The changes at the 55-year-old club are being steered by Mike Hatch of Acumen Golf, who took over management in 2014 as HCC was looking to regrow its membership base and get back in the black.

“We took over the club three years ago when it was private and it just wasn’t in the condition to stay a successful private club,” said Hatch, who also owns and manages Brandermill Country Club and Birkdale Golf Club in Chesterfield County. “With the current golfing market like it is, we believe the club is better positioned to be semi-private that’s opened to outside play.”

Hatch said he informed the members of the change on Monday. The club has about 200 golf members and 100 social members, mostly from surrounding neighborhoods.

The new format isn’t aimed at huge growth, but rather to build on the club’s recent profitability and show off improvements around the grounds, Hatch said.

The club hosted 13,000 rounds last year and the target is to increase that by 2,000 to 3,000 rounds annually.

“We’re not looking for exponential growth, but on this side of the river we believe there’s an opportunity,” Hatch said. “If for years and years you’ve been private, no one knows what it’s like.”

Mike Hatch

Mike Hatch

Hatch said the club has returned to profitability after being in the red when Acumen took over management three years ago. He said it reinvested $350,000 of profits into renovations on the pool, bunkers and clubhouse furniture.

New signage and logos are being rolled out with the Hanover Golf Club brand, including a logo that plays on the year 1953, when the course’s first three holes opened. The club itself was founded in 1959.

The new identity also will come with a new pricing structure for daily play and memberships, Hatch said.

Full membership is $225 a month and $300 with unlimited cart use. Other tiers are aimed at various age groups. Golfers under age 35 and over 70 pay $175 a month and $250 per month with unlimited cart use. Those under 45 pay $200 a month and $275 with unlimited cart use. Off-peak time membership is $150 a month and $225 with unlimited carts. There are no initiation fees.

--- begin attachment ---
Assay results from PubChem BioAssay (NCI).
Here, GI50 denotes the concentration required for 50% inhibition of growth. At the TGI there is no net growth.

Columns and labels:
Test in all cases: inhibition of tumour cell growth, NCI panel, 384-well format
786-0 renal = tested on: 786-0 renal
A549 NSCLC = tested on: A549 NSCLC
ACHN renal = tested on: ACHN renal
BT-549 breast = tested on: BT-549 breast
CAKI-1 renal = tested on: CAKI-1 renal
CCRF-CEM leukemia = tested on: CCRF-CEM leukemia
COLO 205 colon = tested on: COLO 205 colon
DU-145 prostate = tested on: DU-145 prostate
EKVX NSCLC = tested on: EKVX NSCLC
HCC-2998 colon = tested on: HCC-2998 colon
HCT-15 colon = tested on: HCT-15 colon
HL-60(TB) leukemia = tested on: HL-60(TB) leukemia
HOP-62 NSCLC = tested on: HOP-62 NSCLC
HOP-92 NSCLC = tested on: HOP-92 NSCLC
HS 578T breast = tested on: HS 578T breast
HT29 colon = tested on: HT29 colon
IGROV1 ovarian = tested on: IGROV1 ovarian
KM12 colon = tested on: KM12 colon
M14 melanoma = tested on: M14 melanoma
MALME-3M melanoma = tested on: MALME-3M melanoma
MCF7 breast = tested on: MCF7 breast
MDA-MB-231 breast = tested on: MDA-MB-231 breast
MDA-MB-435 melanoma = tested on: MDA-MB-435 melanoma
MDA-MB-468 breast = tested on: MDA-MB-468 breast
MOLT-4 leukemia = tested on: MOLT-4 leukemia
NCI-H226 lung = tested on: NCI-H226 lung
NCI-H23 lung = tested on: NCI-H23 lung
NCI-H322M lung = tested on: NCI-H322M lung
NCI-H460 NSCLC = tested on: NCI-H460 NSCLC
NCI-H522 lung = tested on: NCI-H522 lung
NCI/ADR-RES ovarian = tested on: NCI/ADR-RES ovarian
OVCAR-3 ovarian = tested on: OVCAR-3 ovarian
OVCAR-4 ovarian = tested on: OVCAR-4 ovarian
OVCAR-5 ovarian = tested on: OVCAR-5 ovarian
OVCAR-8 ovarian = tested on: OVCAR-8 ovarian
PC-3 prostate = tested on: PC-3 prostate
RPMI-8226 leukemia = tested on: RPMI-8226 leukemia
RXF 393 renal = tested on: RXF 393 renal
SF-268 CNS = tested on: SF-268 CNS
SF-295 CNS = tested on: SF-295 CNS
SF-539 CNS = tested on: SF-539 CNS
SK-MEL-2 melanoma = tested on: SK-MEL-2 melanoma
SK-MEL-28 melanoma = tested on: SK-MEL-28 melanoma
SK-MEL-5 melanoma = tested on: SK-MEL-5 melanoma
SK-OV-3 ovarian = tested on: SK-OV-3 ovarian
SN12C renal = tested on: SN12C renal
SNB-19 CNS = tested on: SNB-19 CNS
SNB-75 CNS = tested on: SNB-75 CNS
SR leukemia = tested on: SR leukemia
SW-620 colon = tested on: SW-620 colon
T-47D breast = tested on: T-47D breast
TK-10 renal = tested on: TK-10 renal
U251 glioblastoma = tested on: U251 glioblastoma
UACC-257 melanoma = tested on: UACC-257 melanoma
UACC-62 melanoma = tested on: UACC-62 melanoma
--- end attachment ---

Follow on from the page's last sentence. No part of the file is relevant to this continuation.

Fees for daily play will range from $40 to $55 during the week with a cart and $45 to $65 on weekends.

Hatch said is also is offering reciprocal play and cart use for members at Hanover, Brandermill and Birkdale.

While its days as a private club are numbered for now, Hatch said, Hanover’s semi-private model may not last forever.

“Ideally we’d love to go back to being private. It all depends on how Hanover Golf Club is received,” he said. “If we pick up 5,000 rounds (more per year), that may mean 100 potential new members. We just need to get people out here to see the value of membership.”

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Chris Terrell
Chris Terrell
4 years ago

This move makes perfect sense, I was in a similar private club with larger membership than Hanover for a dozen years. Our course was busy from the morning until about 1:00 and then tee times dramatically tailed off after that. Opening up play to the public during the down times can improve revenue while still preserving the private experience for most of the membership. It’s no secret to anyone paying attention that several clubs in Richmond have been well below maximum membership for a long time now, and more public courses are shuttering than opening. Golf rounds are down, and… Read more »

Ed Christina
Ed Christina
4 years ago

Aren’t golf courses in general on the decline?